“I WISH SOMEONE HAD TOLD ME 30-40 YEARS AGO THAT I WAS GOING TO GET TO DO THIS; I WOULD HAVE SPENT MY WHOLE LIFE TRYING TO FIGURE IT OUT”
Star Wars – if you go too far it’s Flash Gordon, or it’s Star Trek.
“If you look at the [original designers] Ralph McQuarrie and Joe Johnston and everyone else, they have a certain aesthetic that they can’t shake off, and it’s really great,” he continues. “You see a lot of repetitive shapes and ideas. An obvious one is that the Death Star looks very similar to the top of R2-D2’s head. It’s got all the same proportions, and you see these shapes recurring throughout, so the trick was to try and look at those shapes and subconsciously copy them and put them into designs. “But it’s like a dream situation to be trying to come up with the ship you didn’t see in the original trilogy that feels like it might exist. That took ages, about six months. There were literally thousands of designs – we didn’t go, ‘Okay, let’s design a U-Wing [referring to a new Rebel craft with a starring role in the movie].’ It’s let’s do whatever looks good and then we’ll pick a letter of the alphabet that it most looks like!” Of course, it wouldn’t be a Star Wars movie without a couple of new planets, and Rogue One is no exception – there’s the beautiful tropical island world of Scarif (played in real life by the Maldives), and Jedha, a desert planet that’s like a holy land for the Jedi (now public enemy number one in Palpatine’s Empire). Its presence is designed to show the other side of war, beyond the spectacular conflicts that usually form the foundations of the Star Wars franchise. “War’s not just fighting,” says Edwards. “I know it sounds silly to say that, but it’s also the aftermath and the price that you pay. Jedha’s supposed to represent the occupied territory and the consequence of not being able to do anything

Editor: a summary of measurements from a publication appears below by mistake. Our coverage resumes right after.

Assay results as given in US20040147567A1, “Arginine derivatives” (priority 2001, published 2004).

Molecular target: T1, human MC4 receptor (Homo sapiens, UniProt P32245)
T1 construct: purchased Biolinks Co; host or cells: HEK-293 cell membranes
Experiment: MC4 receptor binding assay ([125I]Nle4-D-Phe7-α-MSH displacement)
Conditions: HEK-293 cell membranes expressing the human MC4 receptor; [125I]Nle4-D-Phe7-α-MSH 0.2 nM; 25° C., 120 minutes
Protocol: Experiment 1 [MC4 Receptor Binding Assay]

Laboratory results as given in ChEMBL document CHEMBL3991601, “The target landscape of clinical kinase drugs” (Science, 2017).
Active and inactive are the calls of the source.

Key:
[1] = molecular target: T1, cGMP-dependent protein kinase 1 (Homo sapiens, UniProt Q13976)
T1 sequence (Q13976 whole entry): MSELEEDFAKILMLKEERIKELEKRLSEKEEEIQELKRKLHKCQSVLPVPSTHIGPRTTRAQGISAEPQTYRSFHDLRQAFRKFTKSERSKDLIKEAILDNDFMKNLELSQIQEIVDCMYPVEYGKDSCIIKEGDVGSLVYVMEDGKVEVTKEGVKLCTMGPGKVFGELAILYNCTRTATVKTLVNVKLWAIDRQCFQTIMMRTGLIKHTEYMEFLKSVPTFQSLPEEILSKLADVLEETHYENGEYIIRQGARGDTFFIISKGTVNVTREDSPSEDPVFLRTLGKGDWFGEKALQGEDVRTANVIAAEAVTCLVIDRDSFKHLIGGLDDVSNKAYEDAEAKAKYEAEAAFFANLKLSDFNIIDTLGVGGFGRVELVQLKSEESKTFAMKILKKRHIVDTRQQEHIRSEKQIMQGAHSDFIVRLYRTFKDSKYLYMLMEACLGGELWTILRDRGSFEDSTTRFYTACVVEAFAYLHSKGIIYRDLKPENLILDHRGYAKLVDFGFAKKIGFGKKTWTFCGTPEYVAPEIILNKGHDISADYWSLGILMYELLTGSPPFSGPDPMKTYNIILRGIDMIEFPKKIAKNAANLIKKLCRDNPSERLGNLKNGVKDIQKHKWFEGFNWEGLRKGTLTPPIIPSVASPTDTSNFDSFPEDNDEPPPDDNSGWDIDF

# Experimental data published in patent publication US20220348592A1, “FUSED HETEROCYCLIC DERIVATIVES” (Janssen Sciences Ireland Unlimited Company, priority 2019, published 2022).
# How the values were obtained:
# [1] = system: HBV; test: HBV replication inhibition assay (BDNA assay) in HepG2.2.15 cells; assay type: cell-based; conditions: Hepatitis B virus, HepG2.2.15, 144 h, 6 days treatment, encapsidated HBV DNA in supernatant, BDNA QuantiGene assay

against the Empire. The concept of that was that if we didn’t stop this thing, you’d witness this kind of oppression across the whole galaxy, so the film is peppered throughout with imagery of the consequence of letting evil take over.
“I didn’t want to purely make a war film,” Edwards laughs, “but there’s a lot of visuals in there that I really like and I was itching as a
Star Wars fan to see!”
MAKING IT REAL
And that fan element is likely to be a key factor here. Like JJ Abrams, Episode VIII director Rian Johnson, Episode IX’s Colin Trevorrow and the Han Solo prequel’s Phil Lord and Christopher Miller, Edwards grew up on Star Wars, he gets it, it’s part of his filmmaking DNA. He waxes lyrical about playing with figures as a kid, and recalls conversations with his director of photography where they’d say, “‘This doesn’t feel right does it, that’s not quite